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Auto Worker Compensation

December 15th, 2008 Leave a comment Go to comments

I came across this New York Times article, shedding some more light on the highly controversial $70+/hour ($150,000+ per year) that auto workers allegedly make.

The essence of the article is that the $70+/hour figure that has been the focus of much attention is not entirely correct – it’s actually lower than that. However, it’s still much higher than Japanese auto makers like Honda, Toyota, and Nissan. The average hourly cost of a Big Three unionized worker is $73. The chart below breaks it down for Ford (whose cost is $71/hour).

Auto Worker Compensation Break Down

Auto Worker Compensation Break Down

 The cash paid to a worker (i.e. the salary your paycheck reflects) is about $40/hour, and benefits (health insurance and pensions) add another $15/hour, bringing this component of compensation to $55/hour. This is about twice what the average American makes, which should serve as a key counter-point to Mr. Stein’s comments:

They are our brothers and sisters. They fight our wars. They maintain our middle class lives. Maybe they get paid a lot, but they have been giving back for years. When will it ever be enough?

The NYT article notes that the salary plus benefits cost at Japanese auto makers is about $45/hour, with the $10/hour difference coming mostly from the benefits, not the cash compensation.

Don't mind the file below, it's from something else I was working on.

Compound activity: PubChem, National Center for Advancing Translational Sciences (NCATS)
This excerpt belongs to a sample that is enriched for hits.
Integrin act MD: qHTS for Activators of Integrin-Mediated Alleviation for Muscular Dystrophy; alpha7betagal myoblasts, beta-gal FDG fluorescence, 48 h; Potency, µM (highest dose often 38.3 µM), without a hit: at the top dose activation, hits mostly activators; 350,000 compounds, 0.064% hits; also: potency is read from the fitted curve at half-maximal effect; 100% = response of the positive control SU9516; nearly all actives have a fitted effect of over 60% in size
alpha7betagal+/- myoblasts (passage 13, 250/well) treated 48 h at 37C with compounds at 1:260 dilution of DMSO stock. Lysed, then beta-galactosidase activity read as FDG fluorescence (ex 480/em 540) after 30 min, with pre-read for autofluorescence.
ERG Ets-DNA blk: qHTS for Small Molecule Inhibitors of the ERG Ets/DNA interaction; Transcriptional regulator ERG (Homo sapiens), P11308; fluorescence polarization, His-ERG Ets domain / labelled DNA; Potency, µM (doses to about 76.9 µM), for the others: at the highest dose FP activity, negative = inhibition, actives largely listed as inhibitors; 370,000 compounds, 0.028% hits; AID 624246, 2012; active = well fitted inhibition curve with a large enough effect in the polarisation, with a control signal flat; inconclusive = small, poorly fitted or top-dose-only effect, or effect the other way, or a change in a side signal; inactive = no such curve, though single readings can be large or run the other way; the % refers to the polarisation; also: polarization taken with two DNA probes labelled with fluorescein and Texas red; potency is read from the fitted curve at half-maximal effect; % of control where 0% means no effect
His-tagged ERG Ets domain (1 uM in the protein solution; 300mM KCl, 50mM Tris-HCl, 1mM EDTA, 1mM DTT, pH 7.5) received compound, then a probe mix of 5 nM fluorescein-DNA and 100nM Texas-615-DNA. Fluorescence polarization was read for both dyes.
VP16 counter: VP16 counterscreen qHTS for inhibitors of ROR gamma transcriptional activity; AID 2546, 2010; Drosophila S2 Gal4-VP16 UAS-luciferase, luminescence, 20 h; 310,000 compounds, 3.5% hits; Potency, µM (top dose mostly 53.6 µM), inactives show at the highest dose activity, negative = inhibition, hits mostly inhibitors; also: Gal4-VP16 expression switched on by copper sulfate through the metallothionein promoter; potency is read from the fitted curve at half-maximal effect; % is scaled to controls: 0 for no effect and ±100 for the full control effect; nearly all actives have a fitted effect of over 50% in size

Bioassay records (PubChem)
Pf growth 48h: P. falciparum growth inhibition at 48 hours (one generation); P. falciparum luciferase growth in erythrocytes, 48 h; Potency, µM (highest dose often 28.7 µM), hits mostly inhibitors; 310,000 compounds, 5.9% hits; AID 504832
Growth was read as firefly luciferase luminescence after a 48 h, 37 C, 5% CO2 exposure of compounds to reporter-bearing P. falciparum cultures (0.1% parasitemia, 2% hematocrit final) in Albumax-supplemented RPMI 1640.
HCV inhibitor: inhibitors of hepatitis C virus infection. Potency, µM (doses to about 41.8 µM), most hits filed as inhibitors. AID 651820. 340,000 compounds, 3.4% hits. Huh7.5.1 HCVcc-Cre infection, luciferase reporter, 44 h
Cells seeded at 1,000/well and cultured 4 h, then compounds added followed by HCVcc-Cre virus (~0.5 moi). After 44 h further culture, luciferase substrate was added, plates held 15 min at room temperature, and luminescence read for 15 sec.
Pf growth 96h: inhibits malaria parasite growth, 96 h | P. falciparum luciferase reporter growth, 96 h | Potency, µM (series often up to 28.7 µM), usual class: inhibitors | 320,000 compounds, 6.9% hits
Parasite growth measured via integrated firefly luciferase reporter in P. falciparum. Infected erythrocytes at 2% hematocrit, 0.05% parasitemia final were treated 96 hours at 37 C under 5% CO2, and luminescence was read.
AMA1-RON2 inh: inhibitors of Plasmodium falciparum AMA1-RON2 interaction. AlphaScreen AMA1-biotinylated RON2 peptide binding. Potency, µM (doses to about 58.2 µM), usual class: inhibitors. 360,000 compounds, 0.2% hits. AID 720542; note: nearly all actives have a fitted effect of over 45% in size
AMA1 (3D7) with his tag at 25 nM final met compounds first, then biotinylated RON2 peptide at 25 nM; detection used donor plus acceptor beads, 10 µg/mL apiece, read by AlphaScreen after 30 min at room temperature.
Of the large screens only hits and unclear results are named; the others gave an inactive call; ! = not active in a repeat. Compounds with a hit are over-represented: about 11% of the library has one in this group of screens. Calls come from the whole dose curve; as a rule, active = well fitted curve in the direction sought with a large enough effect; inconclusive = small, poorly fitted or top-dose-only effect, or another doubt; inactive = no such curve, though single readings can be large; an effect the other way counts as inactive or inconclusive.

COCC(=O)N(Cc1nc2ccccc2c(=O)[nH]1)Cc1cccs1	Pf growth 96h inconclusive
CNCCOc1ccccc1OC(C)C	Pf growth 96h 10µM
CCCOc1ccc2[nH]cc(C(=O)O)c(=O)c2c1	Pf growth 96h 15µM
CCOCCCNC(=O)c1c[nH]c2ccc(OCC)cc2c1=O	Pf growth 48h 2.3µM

The remaining $15/hour of the about $70/hour for Big Three employees comes from benefits for retirees. These are costs that must be paid since they were promised, and are independent of the number of cars sold. So, in economic times like these, the revenue from car sales falls sharply, but the costs don’t since they’re fixed – now you see one dimension of the auto industry’s issues. The article goes on to say that this cost is a function of both the generours benefits and the number of retirees – suggesting that as Honda and Toyota mature to where the Big Three are on the American manufacturing scene, they too will have many retirees and similar costs. Of course, there are a few key differences – the benefits at the Japanese makers aren’t as high, and I doubt they’ve hired as many people due to improvements in automation as well as leaner product lines (they’re not making as many varietys as GM, thus likely employing fewer people). Yes, retiree costs at Japanese costs will go up in the future, but I’d be surprised if it was anything like what we’re seeing at the Big Three today.

The NYT article makes a very important point: Even if we took away the $10 of the $15 for retiree benefits and trimmed down the cash compensation to $45, to match the Japanese auto manufacturers, we’d save the Big Three $800/vehicle. The article also mentions that the Big Three typically sell their cars for about $2,500 less than the equivalent cars from Japanese manufacturers, suggesting that the cost saving won’t fix the problem. The issue – that Americans just don’t want to buy American cars.

Quality and efficiency problems have plagued American cars for years. The Big Three claim they have learned their lesson, yet their sales numbers beg to differ. For the 25 years or so that Japanese cars have been selling here, they continue to gain market share.

There is no doubt that improving the cost structure for the auto makers will help - in a situation like this, every penny helps. But it alone will not be sufficient to solve Detroit’s problems. The Big Three have to completely reorganize their operations. And it seems to me that the best way to do that is some kind of organized bankruptcy (where they re-emerge as much smaller, more efficient operations), or some kind of organized sale to the Japanese brands (with obvious conditions around keeping American jobs and manufacturing).

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